Realistic Expectations
Ascher: It's important to remember that it's a big world and some people will like your film and others won't. You've just got to keep trying.

Byrd: Set specific goals for yourself and your project. Use the Industry Director to target ten to 20 companies you want to meet during the week.

Cathy Raciti, screenwriter, Greta's War: "The Market helped in terms of getting my feet wet and getting into the project." A few days into the Market, Raciti realized that she didn't want to direct or produce her script but just wanted to sell it. "It helps to know what you're looking for and where you want to take [your negotiations]. Only one person checked my script out of the library, even though I targeted mailboxes [to tell specific attendees about the script]. I think people go off to read scripts only when they need a break to get away from all the people. But being there and talking will get you where you want to go. And if you are not good at that kind of thing, find someone who is.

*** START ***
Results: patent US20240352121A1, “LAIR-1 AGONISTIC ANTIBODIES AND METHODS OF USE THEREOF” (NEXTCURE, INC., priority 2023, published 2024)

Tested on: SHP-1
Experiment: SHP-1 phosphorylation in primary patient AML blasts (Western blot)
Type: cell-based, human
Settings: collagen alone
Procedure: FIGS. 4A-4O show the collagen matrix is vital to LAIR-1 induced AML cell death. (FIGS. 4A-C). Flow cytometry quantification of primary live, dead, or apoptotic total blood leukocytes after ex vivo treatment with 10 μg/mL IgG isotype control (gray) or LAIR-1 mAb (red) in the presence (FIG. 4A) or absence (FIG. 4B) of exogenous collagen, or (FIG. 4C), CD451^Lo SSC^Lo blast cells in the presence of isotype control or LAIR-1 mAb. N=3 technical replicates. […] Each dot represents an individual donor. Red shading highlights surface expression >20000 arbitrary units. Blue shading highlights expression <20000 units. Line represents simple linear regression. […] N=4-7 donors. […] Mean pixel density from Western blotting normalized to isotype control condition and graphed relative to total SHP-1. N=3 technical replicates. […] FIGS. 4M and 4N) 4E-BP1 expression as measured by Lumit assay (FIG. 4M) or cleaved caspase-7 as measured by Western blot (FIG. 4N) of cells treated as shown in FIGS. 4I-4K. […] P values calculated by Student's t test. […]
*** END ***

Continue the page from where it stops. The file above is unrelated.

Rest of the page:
Kate Lehmann, Producer, Homo Heights (screenplay): "It's a great place to meet people, not to read scripts." Lehmann says she got a post-Market call from someone interested in coproducing the project who had read about it in the development guide. Although they ultimately decided not to accept this offer, "I walked away with a better understanding of some of the business issues involved and able to think more clearly about marketing strategies.

Timing is Everything